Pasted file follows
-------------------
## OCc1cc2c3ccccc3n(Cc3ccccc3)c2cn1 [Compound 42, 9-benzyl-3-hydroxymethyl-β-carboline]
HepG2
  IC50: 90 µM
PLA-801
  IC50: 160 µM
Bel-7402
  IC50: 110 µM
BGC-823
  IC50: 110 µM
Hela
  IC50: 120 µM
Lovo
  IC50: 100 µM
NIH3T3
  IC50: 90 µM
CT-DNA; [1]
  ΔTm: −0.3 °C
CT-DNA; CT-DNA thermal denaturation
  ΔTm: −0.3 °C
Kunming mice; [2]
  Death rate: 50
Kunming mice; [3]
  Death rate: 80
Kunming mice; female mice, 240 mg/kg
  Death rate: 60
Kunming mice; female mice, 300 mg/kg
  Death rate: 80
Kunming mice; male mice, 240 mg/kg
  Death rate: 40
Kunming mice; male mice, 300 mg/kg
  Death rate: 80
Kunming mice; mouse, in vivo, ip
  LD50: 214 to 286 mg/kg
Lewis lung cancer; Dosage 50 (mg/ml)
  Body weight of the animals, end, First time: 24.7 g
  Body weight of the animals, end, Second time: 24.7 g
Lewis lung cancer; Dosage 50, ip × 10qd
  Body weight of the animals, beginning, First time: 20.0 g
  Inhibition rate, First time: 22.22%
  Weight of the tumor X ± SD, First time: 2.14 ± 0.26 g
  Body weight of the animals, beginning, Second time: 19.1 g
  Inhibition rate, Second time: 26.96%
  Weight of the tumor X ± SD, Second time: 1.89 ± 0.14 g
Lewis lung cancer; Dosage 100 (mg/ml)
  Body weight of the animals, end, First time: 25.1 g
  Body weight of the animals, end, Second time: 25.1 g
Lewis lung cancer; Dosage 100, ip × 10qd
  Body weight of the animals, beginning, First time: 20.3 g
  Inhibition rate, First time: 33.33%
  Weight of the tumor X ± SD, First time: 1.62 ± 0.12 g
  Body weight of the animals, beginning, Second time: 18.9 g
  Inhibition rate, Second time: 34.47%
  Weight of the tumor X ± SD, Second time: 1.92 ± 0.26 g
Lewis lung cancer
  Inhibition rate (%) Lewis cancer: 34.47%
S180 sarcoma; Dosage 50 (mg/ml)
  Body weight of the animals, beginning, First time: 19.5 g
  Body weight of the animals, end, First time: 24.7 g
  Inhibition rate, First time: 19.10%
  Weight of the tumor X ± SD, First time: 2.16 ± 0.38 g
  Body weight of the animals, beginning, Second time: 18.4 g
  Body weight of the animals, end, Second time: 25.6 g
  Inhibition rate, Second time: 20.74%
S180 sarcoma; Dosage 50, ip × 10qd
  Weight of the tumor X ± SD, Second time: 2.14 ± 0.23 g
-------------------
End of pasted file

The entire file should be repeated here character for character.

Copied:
## OCc1cc2c3ccccc3n(Cc3ccccc3)c2cn1 [Compound 42, 9-benzyl-3-hydroxymethyl-β-carboline]
HepG2
  IC50: 90 µM
PLA-801
  IC50: 160 µM
Bel-7402
  IC50: 110 µM
BGC-823
  IC50: 110 µM
Hela
  IC50: 120 µM
Lovo
  IC50: 100 µM
NIH3T3
  IC50: 90 µM
CT-DNA; [1]
  ΔTm: −0.3 °C
CT-DNA; CT-DNA thermal denaturation
  ΔTm: −0.3 °C
Kunming mice; [2]
  Death rate: 50
Kunming mice; [3]
  Death rate: 80
Kunming mice; female mice, 240 mg/kg
  Death rate: 60
Kunming mice; female mice, 300 mg/kg
  Death rate: 80
Kunming mice; male mice, 240 mg/kg
  Death rate: 40
Kunming mice; male mice, 300 mg/kg
  Death rate: 80
Kunming mice; mouse, in vivo, ip
  LD50: 214 to 286 mg/kg
Lewis lung cancer; Dosage 50 (mg/ml)
  Body weight of the animals, end, First time: 24.7 g
  Body weight of the animals, end, Second time: 24.7 g
Lewis lung cancer; Dosage 50, ip × 10qd
  Body weight of the animals, beginning, First time: 20.0 g
  Inhibition rate, First time: 22.22%
  Weight of the tumor X ± SD, First time: 2.14 ± 0.26 g
  Body weight of the animals, beginning, Second time: 19.1 g
  Inhibition rate, Second time: 26.96%
  Weight of the tumor X ± SD, Second time: 1.89 ± 0.14 g
Lewis lung cancer; Dosage 100 (mg/ml)
  Body weight of the animals, end, First time: 25.1 g
  Body weight of the animals, end, Second time: 25.1 g
Lewis lung cancer; Dosage 100, ip × 10qd
  Body weight of the animals, beginning, First time: 20.3 g
  Inhibition rate, First time: 33.33%
  Weight of the tumor X ± SD, First time: 1.62 ± 0.12 g
  Body weight of the animals, beginning, Second time: 18.9 g
  Inhibition rate, Second time: 34.47%
  Weight of the tumor X ± SD, Second time: 1.92 ± 0.26 g
Lewis lung cancer
  Inhibition rate (%) Lewis cancer: 34.47%
S180 sarcoma; Dosage 50 (mg/ml)
  Body weight of the animals, beginning, First time: 19.5 g
  Body weight of the animals, end, First time: 24.7 g
  Inhibition rate, First time: 19.10%
  Weight of the tumor X ± SD, First time: 2.16 ± 0.38 g
  Body weight of the animals, beginning, Second time: 18.4 g
  Body weight of the animals, end, Second time: 25.6 g
  Inhibition rate, Second time: 20.74%
S180 sarcoma; Dosage 50, ip × 10qd
  Weight of the tumor X ± SD, Second time: 2.14 ± 0.23 g